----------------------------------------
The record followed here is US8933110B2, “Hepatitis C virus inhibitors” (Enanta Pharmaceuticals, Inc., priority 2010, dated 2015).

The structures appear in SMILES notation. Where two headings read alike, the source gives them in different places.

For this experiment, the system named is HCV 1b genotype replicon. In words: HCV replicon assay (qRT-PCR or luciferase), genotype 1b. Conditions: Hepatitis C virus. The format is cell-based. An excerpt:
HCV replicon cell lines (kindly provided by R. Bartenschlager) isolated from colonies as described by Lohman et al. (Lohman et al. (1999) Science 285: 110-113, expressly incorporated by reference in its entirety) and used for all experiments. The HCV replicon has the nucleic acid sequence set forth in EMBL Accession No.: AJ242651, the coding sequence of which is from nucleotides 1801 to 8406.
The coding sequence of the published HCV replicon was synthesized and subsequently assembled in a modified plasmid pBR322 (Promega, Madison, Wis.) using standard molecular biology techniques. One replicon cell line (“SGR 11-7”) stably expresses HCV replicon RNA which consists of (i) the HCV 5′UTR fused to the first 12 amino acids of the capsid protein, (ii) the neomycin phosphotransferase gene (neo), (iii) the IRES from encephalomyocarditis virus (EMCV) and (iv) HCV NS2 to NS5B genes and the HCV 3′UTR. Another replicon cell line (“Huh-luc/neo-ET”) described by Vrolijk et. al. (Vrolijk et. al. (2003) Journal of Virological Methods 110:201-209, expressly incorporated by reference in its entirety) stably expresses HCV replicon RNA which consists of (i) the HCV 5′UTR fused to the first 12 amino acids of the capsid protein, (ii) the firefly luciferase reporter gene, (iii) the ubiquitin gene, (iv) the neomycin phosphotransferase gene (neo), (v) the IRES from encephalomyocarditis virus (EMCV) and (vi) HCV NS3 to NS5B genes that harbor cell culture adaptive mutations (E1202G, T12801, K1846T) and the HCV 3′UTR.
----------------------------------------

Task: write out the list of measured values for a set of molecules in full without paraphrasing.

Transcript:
The record followed here is US8933110B2, “Hepatitis C virus inhibitors” (Enanta Pharmaceuticals, Inc., priority 2010, dated 2015).

The structures appear in SMILES notation. Where two headings read alike, the source gives them in different places.

For this experiment, the system named is HCV 1b genotype replicon. In words: HCV replicon assay (qRT-PCR or luciferase), genotype 1b. Conditions: Hepatitis C virus. The format is cell-based. An excerpt:
HCV replicon cell lines (kindly provided by R. Bartenschlager) isolated from colonies as described by Lohman et al. (Lohman et al. (1999) Science 285: 110-113, expressly incorporated by reference in its entirety) and used for all experiments. The HCV replicon has the nucleic acid sequence set forth in EMBL Accession No.: AJ242651, the coding sequence of which is from nucleotides 1801 to 8406.
The coding sequence of the published HCV replicon was synthesized and subsequently assembled in a modified plasmid pBR322 (Promega, Madison, Wis.) using standard molecular biology techniques. One replicon cell line (“SGR 11-7”) stably expresses HCV replicon RNA which consists of (i) the HCV 5′UTR fused to the first 12 amino acids of the capsid protein, (ii) the neomycin phosphotransferase gene (neo), (iii) the IRES from encephalomyocarditis virus (EMCV) and (iv) HCV NS2 to NS5B genes and the HCV 3′UTR. Another replicon cell line (“Huh-luc/neo-ET”) described by Vrolijk et. al. (Vrolijk et. al. (2003) Journal of Virological Methods 110:201-209, expressly incorporated by reference in its entirety) stably expresses HCV replicon RNA which consists of (i) the HCV 5′UTR fused to the first 12 amino acids of the capsid protein, (ii) the firefly luciferase reporter gene, (iii) the ubiquitin gene, (iv) the neomycin phosphotransferase gene (neo), (v) the IRES from encephalomyocarditis virus (EMCV) and (vi) HCV NS3 to NS5B genes that harbor cell culture adaptive mutations (E1202G, T12801, K1846T) and the HCV 3′UTR.